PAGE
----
One of these days I came across yet another gripping post by Seth Godin and stumbled upon a phrase therein which made me pause and reflect.
Spend enough time looking through the glass on your tablet and you’ll come to believe that you’re the only one with a less-than-perfect situation. With the right filter, the grass really is greener.
…With the right filter, the grass really is greener…
What Seth is talking about is more on how people portray their life to others: people rarely put their bad pictures from a messed up day on Instagram. Obvious notion, so rarely forgotten. Indeed, sometimes you have a peak for example at perfectly looking Insta-moms and their perfect kids in perfect outfits perfectly eating their perfect lunch in perfectly clean kitchen of a perfect house (blaaaaargh!). And then you look around at your messy-messy existence… Well, you know what I mean! It is about the “filter”. The grass ain’t greener there.
Yet, this is only one facet.
The “filter” is not only how you portray yourself to others. Likewise it is the tool in your own toolbox. I am not going to elaborate on the fact that just by being able to read this post from your own device in a safety of your fully equipped house is already putting you at privilege. This is surely a perspective to always remember. We are the lucky few. In many ways. Nonetheless we want more and that’s fine too.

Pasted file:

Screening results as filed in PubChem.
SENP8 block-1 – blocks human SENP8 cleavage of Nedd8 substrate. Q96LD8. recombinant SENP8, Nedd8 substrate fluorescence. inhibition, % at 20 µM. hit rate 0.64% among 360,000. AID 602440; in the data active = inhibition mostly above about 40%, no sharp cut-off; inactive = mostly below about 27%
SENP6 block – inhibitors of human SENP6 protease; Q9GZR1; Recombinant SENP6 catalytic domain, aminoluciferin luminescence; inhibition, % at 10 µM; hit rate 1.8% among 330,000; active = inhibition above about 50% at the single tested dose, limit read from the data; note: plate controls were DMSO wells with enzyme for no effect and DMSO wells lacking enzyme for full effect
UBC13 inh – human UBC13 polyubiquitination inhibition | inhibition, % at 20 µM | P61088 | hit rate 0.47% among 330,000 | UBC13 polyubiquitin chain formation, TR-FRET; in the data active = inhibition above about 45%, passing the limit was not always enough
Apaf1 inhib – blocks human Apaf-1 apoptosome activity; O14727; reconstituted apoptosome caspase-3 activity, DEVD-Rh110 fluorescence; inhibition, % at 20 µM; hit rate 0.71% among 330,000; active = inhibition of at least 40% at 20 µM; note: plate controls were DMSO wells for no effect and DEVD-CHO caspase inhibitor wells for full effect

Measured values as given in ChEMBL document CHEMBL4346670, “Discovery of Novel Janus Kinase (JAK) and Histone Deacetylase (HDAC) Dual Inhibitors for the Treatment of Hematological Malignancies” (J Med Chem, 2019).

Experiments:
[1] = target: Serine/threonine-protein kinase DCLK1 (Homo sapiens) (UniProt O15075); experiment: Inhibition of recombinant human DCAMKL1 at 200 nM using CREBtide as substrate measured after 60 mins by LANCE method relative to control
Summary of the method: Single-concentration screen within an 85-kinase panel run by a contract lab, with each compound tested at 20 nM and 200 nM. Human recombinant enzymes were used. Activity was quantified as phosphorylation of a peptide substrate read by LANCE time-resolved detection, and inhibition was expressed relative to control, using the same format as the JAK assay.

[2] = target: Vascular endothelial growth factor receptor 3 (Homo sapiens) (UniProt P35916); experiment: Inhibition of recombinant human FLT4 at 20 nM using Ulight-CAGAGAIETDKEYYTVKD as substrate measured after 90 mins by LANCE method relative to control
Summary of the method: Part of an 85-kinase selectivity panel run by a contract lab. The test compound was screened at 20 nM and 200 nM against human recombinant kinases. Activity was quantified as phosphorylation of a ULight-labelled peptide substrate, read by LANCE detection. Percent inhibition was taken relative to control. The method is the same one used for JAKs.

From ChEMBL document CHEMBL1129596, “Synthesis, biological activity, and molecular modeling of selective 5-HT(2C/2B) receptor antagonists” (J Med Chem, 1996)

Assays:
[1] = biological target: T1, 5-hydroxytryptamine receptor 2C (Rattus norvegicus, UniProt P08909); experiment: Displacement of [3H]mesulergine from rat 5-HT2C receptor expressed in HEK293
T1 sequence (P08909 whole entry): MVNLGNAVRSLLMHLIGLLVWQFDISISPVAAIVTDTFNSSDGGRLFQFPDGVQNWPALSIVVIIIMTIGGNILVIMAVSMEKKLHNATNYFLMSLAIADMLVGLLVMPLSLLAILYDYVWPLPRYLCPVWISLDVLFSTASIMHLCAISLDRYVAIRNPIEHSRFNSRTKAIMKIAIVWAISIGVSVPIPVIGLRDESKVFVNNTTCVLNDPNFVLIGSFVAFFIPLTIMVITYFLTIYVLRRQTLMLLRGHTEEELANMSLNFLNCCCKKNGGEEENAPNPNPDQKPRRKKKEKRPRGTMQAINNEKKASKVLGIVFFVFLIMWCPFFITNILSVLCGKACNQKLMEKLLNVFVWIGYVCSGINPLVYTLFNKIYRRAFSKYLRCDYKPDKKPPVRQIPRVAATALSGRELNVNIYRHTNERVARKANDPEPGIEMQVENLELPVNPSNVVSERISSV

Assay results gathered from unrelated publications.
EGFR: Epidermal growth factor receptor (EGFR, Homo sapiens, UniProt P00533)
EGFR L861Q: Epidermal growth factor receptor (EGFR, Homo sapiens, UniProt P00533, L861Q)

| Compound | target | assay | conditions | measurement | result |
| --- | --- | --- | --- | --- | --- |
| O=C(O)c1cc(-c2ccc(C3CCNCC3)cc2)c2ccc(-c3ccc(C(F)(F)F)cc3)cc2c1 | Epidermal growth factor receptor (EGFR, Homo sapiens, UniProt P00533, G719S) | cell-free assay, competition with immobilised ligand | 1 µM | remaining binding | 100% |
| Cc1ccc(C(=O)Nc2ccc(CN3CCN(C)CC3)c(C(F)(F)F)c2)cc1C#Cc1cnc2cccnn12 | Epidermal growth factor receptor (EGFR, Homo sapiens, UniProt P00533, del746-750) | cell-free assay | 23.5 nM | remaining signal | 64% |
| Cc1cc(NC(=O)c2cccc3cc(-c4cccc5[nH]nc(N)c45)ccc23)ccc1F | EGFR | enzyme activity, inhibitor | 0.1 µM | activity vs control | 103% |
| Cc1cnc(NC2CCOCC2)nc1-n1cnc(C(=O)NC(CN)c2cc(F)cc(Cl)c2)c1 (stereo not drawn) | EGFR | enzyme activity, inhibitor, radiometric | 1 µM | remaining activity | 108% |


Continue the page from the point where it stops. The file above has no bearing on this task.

As long as we don’t fall into the trap of always waiting for “the grass” to first become “greener” before we can feel happy.
Yesterday there was a comment online under the post sharing someone’s fascinating art experience, which was a perfect illustration of a broken “filter”. Instead of admiring a truly cool thing, a person grumbled about something very remotely related. Sadly, there are people who will always find a reason to complain… Even standing in the middle of the greenest possible “grass”.
You might not be able to choose what happens to you. You might not even be able to choose where you live at the moment. But, damn, you are the only one choosing your focus. You are choosing your “filter”, or better you are choosing what to “filter out”. Searching for positive, or searching for negative, the same as: spreading the positive or spreading the negative — that’s nothing, but a choice.
For those of you reading also in Russian, I have recently shared on my personal Facebook page a story of Yulia Kremneva. She is a mother of a special child: her boy is deafblind (he neither hears, nor sees). Guess what? She talks LOVE. She sees LOVE. She is all about LOVE. Despite it all. Maybe even because of it all. Love is the filter she chose for herself and her “grass” is green enough. Maybe even greener than that of some of us…